Posts Tagged ‘credit bubble’

Hugh Hendry: “If There Was A Way To Short Obama, I Would”

Hugh Hendry: "If There Was A Way To Short Obama, I Would"

Courtesy of Tyler Durden at Zero Hedge 

Obama In his traditionally curt and to the point way, Hugh Hendry proclaims his "love" for the president, in this rare profile piece on the Scottish fund manager by the NYT. While none of his opinions will come as a surprise to Zero Hedge regulars ("The euro? It’s finished, Mr. Hendry proclaims.  China? Headed for a fall."), we do recommend the article to those still unfamiliar with one of the truly iconoclastic fund manager still left in the open.

While Hendry does not run a fund nearly as large as some behemoths out there (his Ecletica is less than $1 billion, John Paulson is $30), it does afford him a nimbleness that JP (whose recent rumored liquidations in the gold market are destined to create feedback loops that further accelerate liquidations) or, much more blatantly, Pimco (with its $1 trillion + in Treasuries, Corporates, Sovereigns and Mortgages) which is the market in all its verticals, can only dream about. It also affords him the opportunity to say what is on his mind, and on those of many others, who however dread the political consequences for being a little too honest. It is this forthrightness and honesty that has reserved Hendry a sterling place within the Zero Hedge community, his candor regularly scoring posts receiving well over 20k reads (and at 60k hits, his "I recommend you panic" is among the Top 20 most popular Zero Hedge posts of all time).

Some snippets from Julia Werdigier’s profile of Hendry:

Mr. Hendry runs the successful hedge fund firm Eclectica Asset Management. It is an old-school macroeconomic fund company with a big-think, globe-straddling style more akin to the Quantum Fund, of George Soros fame, than to the high-tech razzle-dazzle of Wall Street’s math-loving quant analysts.

“Hugh is an anachronism,” said Steven Drobny, a founder of Drobny Global Advisors. “He reminds one of the original hedge fund managers from the ’70s and ’80s.”

At 41, Mr. Hendry is also emerging from the normally secretive world of hedge funds to captivate fans and foes with a surprising level of candor.

And speaking of "I recommend you panic" which is must watch for everyone…

Last May, on British television, he verbally sparred with Jeffrey D. Sachs, director of the


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Canaries in Coalmine: China, Asia, not Participating in Euro Bailout Lovefest; Beginnings of China Credit, Real Estate Bust

Canaries in Coalmine: China, Asia, not Participating in Euro Bailout Lovefest; Beginnings of China Credit, Real Estate Bust

Courtesy of Mish 

Taxidermy canary under glass dome.

Is China a canary in the coalmine of an impending global slowdown, or is China simply overloved as a beacon of growth as it was in 2008? I think it’s both.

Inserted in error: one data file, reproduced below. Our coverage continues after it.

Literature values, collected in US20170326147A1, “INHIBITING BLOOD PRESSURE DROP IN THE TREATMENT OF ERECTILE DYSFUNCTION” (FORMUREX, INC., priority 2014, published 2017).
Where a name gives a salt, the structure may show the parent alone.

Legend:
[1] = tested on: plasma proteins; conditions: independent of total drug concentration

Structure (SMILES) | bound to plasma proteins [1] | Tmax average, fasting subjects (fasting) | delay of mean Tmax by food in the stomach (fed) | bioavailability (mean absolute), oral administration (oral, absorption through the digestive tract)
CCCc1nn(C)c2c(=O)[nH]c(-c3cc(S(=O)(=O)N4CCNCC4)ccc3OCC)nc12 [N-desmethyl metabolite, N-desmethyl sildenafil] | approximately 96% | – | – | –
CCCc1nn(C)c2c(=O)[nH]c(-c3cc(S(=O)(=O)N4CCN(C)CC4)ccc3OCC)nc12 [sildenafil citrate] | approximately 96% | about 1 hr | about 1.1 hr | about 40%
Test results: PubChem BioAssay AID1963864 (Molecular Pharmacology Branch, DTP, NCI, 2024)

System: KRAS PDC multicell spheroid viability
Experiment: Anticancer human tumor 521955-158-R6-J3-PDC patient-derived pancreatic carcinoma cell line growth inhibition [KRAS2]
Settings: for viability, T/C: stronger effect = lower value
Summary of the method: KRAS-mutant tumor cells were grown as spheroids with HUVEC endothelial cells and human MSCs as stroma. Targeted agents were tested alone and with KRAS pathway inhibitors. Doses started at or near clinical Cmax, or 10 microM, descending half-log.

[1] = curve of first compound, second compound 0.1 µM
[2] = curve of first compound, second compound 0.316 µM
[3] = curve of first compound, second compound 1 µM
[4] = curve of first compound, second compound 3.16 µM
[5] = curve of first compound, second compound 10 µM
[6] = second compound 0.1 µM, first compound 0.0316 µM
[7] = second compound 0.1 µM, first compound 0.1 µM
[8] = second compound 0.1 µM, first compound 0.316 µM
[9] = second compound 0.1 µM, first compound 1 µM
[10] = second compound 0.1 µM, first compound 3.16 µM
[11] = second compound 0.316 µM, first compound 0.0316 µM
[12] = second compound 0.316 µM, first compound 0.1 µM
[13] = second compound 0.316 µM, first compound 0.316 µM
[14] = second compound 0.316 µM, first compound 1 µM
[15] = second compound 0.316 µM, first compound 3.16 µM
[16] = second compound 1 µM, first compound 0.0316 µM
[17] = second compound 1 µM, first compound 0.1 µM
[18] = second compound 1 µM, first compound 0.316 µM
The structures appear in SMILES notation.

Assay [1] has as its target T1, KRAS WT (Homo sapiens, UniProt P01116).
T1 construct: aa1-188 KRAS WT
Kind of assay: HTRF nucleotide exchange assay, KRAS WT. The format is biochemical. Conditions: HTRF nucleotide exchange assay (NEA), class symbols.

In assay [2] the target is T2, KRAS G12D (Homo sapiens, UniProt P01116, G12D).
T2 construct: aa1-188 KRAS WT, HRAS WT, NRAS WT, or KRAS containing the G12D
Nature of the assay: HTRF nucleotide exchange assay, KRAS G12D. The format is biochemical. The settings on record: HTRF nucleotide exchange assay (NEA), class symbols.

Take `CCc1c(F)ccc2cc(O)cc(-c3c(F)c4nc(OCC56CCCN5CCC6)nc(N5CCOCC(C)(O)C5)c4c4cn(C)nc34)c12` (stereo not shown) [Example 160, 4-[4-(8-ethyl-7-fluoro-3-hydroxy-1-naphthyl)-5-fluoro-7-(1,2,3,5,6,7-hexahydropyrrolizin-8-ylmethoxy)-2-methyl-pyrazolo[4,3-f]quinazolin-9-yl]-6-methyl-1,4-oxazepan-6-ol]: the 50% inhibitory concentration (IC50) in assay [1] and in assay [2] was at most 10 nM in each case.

China’s property and infrastructure bubbles are massive; that is for certain. Moreover, China’s biggest export trading partner is Europe, just as Europe is headed for numerous austerity programs.

While it’s doubtful the European austerity programs bring deficits down to where they are supposed to be, those programs will for a while cause a decline in European spending along with much social unrest.

Can China take a double whammy like this without overheating? I think not. And China will have to show things down, whether it wants to or not.

China Overheating, Tightening Coming

Please consider Hong Kong Stocks Fall as China Prices Prompt Tightening Concern

Hong Kong stocks fell as rising consumer inflation and housing prices in China stoked concern the country will act further to rein in its economy. The city’s developers pared losses after a government land sale.

“Domestic concerns are more important in terms of the policy measures coming out in China to cool things down,” said Binay Chandgothia, who oversees about $2.2 billion as chief investment officer at Principal Global Investors (Hong Kong). For Europe, “the question is the credibility of the billions of dollars of government debt that resides with European banks.”

“Domestic concerns are more important in terms of the policy measures coming out in China to cool things down,” said Binay Chandgothia, who oversees about $2.2 billion as chief investment officer at Principal Global Investors (Hong Kong). For Europe, “the question is the credibility of the billions of dollars of government debt that resides with European banks.”

“Price pressures have been building throughout the economy, strengthening the case for higher interest rates and a stronger yuan,” said Brian Jackson, a Hong Kong-based strategist at Royal Bank of Canada. “China is at risk of overheating, with spot fires breaking out in various parts of the economy.”

Chinese policy makers should focus on preventing excessive gains in asset prices and liquidity as Europe’s rescue package makes another global slump less likely, central bank adviser Li Daokui said in an interview yesterday. The increase in property prices across


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Why the “Nascent Recovery” Won’t Last

Why the "Nascent Recovery" Won’t Last

Democratic Donkeys Blowing Financial Bubbles

Courtesy of Charles Hugh Smith, Of Two Minds